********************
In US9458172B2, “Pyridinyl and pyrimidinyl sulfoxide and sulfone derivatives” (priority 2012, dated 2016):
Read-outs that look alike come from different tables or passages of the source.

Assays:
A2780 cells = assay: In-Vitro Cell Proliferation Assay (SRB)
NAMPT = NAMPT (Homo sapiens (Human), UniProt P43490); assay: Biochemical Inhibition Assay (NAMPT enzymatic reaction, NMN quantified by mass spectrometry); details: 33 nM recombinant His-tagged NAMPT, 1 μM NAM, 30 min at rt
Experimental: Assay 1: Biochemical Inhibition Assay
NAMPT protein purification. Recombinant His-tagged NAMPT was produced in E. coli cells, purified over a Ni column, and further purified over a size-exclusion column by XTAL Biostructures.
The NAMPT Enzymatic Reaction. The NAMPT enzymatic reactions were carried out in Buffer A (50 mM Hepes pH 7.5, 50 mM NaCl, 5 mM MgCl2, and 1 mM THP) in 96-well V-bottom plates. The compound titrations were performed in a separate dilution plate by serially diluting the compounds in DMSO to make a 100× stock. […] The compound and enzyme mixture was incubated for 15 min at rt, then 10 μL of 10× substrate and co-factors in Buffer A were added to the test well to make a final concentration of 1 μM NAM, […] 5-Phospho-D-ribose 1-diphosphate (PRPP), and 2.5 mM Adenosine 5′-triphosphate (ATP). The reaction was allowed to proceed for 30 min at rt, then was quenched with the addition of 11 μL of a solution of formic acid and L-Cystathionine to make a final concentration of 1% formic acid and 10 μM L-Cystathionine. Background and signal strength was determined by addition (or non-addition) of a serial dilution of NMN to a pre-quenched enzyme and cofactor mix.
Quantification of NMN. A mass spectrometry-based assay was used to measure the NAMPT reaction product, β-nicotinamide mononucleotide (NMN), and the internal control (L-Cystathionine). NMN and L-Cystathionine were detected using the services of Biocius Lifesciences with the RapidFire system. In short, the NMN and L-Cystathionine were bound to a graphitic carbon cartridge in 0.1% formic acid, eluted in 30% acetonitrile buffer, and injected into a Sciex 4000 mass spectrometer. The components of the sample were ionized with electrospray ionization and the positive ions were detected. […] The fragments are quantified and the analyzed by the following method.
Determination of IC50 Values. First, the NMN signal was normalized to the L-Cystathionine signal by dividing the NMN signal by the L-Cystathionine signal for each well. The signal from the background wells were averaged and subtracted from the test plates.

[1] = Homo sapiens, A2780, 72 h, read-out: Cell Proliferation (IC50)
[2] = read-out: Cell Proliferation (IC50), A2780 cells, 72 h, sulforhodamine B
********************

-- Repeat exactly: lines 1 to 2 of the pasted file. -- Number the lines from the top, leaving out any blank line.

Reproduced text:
In US9458172B2, “Pyridinyl and pyrimidinyl sulfoxide and sulfone derivatives” (priority 2012, dated 2016):
Read-outs that look alike come from different tables or passages of the source.